Apple Inc. has filed an appeal of a judge’s ruling that ordered Apple to allow apps to direct customers to external websites. This ruling would let app businesses circumvent Apple’s requirement to allow payments only inside of apps, where Apple takes up to a 30% cut.
Epic Games, Inc., a video game and software developer based in Cary, North Carolina, created Fortnite, a remarkably successful video game. Epic Games brought a lawsuit against Apple in August of 2020, claiming that the tech giant had abused a monopoly on the iOS app ecosystem.
Apple has long banned app developers from allowing apps to direct customers to external websites for payment. U.S. District Judge Yvonne Gonzalez Rogers ruled that Apple was breaking the law by forcing people to pay for apps and in-app items through the App Store. Gonzalez Rogers ruled that Apple was hiding information from consumers and limiting choice, which is prohibited under California competition laws. She told Apple to allow other payment options. Notably, she said that Apple’s considerable power and profit margins alone do not show antitrust conduct, proceeding to state, “Success is not illegal.”
Gonzalez Rogers also noted that “nothing other than legal action seems to motivate Apple to reconsider pricing and reduce rates.” Apple’s trial witnesses, however, contended that iOS was an unusually safe and secure ecosystem because of its walled-garden model, saying no other option would be appropriate for the sensitive data on people’s phones.
Gonzales Rogers upheld the App Store’s overall structure and said that Apple does not have an illegal monopoly over how developers can process payments for mobile games. Apple called the ruling a “resounding victory.” Apple Senior Vice President and General Counsel Katherine Adams said that Apple was very pleased with the Court’s ruling and considered it a huge win for Apple. Apple expressed that it remained committed to ensuring the App Store is a safe and trusted marketplace that supports more than 2.1 million U.S. jobs and was a place where the rules apply equally to everyone.
As part of Apple’s appeal of the ruling, Apple is asking for a stay to prevent the company from having to implement the new anti-steering rules. Apple states that this portion of the injunction would upset the balance between developers and customers provided by the App Store and would irreparably harm both Apple and consumers.
In support of its case, Apple presents compelling arguments based on the theory that it would not be able to protect users from fraud if it were forced to allow app developers to link to external payment systems. Rather than a genuine concern for user security, however, it is certainly possible that Apple, which enjoys considerable market share of over 55% and extraordinarily high profit margins, is motivated by profit.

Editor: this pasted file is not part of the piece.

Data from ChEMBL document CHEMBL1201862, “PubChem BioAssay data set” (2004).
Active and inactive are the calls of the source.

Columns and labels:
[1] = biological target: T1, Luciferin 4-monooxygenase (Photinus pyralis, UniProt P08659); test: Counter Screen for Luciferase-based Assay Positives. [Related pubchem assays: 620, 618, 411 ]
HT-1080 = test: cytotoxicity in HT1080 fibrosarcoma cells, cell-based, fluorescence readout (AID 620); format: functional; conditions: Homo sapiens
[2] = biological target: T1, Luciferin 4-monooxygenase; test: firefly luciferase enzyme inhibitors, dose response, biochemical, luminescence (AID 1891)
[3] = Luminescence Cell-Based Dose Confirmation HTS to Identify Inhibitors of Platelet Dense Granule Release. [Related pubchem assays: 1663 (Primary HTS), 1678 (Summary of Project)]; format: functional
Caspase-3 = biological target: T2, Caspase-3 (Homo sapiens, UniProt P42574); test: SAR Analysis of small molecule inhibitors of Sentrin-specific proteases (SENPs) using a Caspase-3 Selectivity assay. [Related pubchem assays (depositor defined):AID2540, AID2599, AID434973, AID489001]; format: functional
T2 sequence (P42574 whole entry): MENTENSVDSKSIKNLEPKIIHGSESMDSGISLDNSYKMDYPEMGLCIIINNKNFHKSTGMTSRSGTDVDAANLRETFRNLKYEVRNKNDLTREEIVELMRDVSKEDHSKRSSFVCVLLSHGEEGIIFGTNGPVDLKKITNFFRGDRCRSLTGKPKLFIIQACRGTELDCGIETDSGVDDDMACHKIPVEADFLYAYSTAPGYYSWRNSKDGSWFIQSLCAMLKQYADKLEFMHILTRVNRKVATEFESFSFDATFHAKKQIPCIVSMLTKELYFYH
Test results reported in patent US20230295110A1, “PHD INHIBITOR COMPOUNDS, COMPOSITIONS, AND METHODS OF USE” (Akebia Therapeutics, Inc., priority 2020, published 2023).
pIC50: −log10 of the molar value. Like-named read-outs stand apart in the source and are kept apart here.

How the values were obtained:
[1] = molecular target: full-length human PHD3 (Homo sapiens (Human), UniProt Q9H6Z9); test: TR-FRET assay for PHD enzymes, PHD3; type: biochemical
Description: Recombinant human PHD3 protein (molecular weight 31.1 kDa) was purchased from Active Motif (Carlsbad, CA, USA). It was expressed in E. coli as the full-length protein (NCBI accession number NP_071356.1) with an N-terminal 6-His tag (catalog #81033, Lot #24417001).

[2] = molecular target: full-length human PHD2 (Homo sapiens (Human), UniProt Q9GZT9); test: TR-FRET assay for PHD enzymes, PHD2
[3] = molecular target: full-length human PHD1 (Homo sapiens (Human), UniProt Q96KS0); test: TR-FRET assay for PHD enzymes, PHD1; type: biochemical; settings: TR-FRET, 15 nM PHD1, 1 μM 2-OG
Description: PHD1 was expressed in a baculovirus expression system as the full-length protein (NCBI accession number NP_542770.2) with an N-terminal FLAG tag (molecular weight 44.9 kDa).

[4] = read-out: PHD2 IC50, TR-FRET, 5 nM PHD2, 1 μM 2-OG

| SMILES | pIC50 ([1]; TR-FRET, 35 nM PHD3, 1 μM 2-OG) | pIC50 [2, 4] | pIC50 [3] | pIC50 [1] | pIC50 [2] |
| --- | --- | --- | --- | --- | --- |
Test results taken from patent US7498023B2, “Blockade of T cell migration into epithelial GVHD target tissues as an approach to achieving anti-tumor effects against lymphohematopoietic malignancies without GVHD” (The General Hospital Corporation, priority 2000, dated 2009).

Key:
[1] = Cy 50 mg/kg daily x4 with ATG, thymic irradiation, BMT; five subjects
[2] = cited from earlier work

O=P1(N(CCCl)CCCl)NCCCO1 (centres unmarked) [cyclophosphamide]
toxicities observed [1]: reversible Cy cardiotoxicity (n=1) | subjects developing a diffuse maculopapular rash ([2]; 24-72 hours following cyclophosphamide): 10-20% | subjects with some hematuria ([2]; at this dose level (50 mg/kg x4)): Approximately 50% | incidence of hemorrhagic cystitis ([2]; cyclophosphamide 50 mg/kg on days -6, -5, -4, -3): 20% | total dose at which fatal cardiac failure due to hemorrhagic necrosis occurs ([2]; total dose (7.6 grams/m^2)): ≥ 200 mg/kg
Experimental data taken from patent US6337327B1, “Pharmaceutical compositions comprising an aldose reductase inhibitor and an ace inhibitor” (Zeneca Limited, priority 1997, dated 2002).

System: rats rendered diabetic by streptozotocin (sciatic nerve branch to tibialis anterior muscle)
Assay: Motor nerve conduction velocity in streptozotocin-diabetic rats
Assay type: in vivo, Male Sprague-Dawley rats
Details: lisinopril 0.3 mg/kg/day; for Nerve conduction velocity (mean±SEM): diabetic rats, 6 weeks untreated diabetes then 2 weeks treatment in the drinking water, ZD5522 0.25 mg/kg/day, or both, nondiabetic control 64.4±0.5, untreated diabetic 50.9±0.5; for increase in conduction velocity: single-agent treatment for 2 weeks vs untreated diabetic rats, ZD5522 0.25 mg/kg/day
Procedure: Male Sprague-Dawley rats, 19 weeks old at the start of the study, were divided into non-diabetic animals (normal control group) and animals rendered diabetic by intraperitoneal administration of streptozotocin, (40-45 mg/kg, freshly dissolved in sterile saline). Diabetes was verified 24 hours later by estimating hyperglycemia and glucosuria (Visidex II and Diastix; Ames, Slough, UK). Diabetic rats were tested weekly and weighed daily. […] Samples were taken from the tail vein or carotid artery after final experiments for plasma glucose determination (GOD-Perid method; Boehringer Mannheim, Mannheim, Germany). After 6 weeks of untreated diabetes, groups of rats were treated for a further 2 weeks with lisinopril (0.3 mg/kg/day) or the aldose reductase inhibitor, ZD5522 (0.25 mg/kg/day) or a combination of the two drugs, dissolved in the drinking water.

Apple argues that links and buttons to alternate payment mechanisms are fraught with risk. Apple says that developers may attempt to take advantage of user trust, which is carefully cultivated by Apple’s safe and secure platform, and deceive users into providing their payment information to a malicious platform. Moreover, Apple argues that because external links operate outside of iOS, Apple has no visibility into its technological and financial functions and limited ability to redress fraud by identifying and removing bad actors from the App Store. Apple also states that it has no ability to determine whether users who click on external links actually receive the products or features they paid for.
In support of its case, Apple presents compelling arguments based on the theory that it would not be able to protect users from fraud if it were forced to allow app developers to link to external payment systems. Rather than a genuine concern for user security, however, it is certainly possible that Apple, which enjoys a considerable market share of over 55% and extraordinarily high profit margins, is motivated by profit. The App Store brings in roughly $19 billion a year for Apple (although the ruling only impacts US-based companies for now, which comprises only about a third of Apple’s global App Store revenue).
Gonzales Rogers’s ruling came with wins and losses for either side. In addition to asking Apple to change its practices, she ordered Epic Games to pay damages for violating its developer agreement with Fortnite. In addition to Apple doing so, Epic Games has appealed the verdict.
Apple is not the only Big Tech company with which Epic Games has had a legal dispute. In 2020, Epic Games filed a complaint against Google. Epic Games also took legal action against Google in Australia and the UK. On the other hand, Epic Games’s lawsuit against Apple is not completely unprecedented. Spotify filed an antitrust complaint against Apple in 2019. Is Epic Games failing to acknowledge practical security considerations in the digital age? Or, is the company rightfully determined to bring justice to technology by suppressing a tech giant’s ability to exploit app makers while maximizing its own profits?
Vishal attended Arizona State University for college and majored in Political Science. In law school, Vishal serves as Vice President of the Asian American Law Students Association as well as a competing member of the Holderness Moot Court Arbitration team.